Read Part 1…
We finally made it through the torrential rain and rush-hour traffic to the hospital. During our hospital tour, we had been instructed to go through the Emergency Room entrance — no matter the time of day — so that is what we had done the night before and it is where we headed for this time around too. However, this time J stopped the car at the door so that I wouldn’t have to walk through the rain and instructed me to go ahead while he parked the car.
Just as the night before, all I had to do at the ER registration desk was give my name and date of birth.
(This is the beauty of pre-registering at the hospital and I wholeheartedly recommend that all expecting mothers do the same!)
As soon as I finished stating my year of birth, I felt another contraction kicking in. The kind lady behind the registration desk immediately took notice and ran to grab me a wheelchair. She asked if I was alone — “No, my husband is parking the car…” — and she wheeled me to the waiting area and sat with me, holding my hand and trying to distract me through the pain until J arrived. (Did I mention I love this hospital?)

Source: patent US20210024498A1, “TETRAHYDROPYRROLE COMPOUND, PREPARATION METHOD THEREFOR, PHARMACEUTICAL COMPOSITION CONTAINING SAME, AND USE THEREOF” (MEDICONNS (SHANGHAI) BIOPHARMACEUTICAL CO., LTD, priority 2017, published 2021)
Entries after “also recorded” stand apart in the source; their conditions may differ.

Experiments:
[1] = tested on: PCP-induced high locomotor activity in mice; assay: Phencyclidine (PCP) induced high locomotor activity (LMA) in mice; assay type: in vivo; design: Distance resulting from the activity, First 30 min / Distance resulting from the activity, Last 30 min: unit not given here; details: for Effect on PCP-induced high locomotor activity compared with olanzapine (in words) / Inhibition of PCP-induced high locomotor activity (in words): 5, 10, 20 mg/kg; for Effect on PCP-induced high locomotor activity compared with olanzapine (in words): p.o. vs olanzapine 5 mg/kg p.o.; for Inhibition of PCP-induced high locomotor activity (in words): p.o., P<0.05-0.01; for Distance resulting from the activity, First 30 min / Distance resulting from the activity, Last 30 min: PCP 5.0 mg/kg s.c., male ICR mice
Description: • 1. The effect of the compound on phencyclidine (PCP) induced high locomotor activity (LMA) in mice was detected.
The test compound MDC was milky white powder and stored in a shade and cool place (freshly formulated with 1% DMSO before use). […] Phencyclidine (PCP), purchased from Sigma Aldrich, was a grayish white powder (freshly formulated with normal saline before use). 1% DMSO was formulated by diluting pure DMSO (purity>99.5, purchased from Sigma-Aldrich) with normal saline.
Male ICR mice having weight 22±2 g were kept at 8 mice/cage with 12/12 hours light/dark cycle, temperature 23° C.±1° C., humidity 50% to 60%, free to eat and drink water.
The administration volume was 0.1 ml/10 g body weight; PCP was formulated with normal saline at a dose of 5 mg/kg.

J soon appeared by my side, dripping wet and looking disheveled. “Where’s the overnight bag?” I asked.
“I’ll get it later. We don’t know if we’re staying yet, right?”
I wanted to kill him for saying that. But there was no time to argue, because right then, a nurse from Labor & Delivery arrived to escort us upstairs. Coincidentally, we got assigned the same exact room as the night before.
I was instructed to change into a gown and was prepared for another non-stress test (NST), where two monitors are attached to my stomach: one to measure the baby’s heartrate; and the other to measure the intensity, duration, and frequency of my contractions. (NSTs may also be performed regularly during the third trimester in the case of high-risk pregnancies.)
What an NST looks like (image source)
The worst part of an NST is the waiting, because they need some time to get an accurate measure of your contractions. In my case, they waited about 20 minutes before sending a nurse to check the results. She confirmed that my contractions were, indeed, about a minute long and 2-3 minutes apart. She also noted, “Hmm, they seem pretty strong for this stage…”
No sh*t, Sherlock. I could’ve told you that.
She then slapped on a glove to perform a cervix check. ‘Please let me be more than 1cm dilated…’ I thought to myself as I pleaded with my body.
“You’re 4cm dilated. Wow, you progressed fast from last night! Congratulations — you’re having a baby!”
She then went off to officially check me into Labor & Delivery. She also informed me that she will be contacting my doctor’s office to let them know that I was in labor. The time was now 10:00am.
To be continued…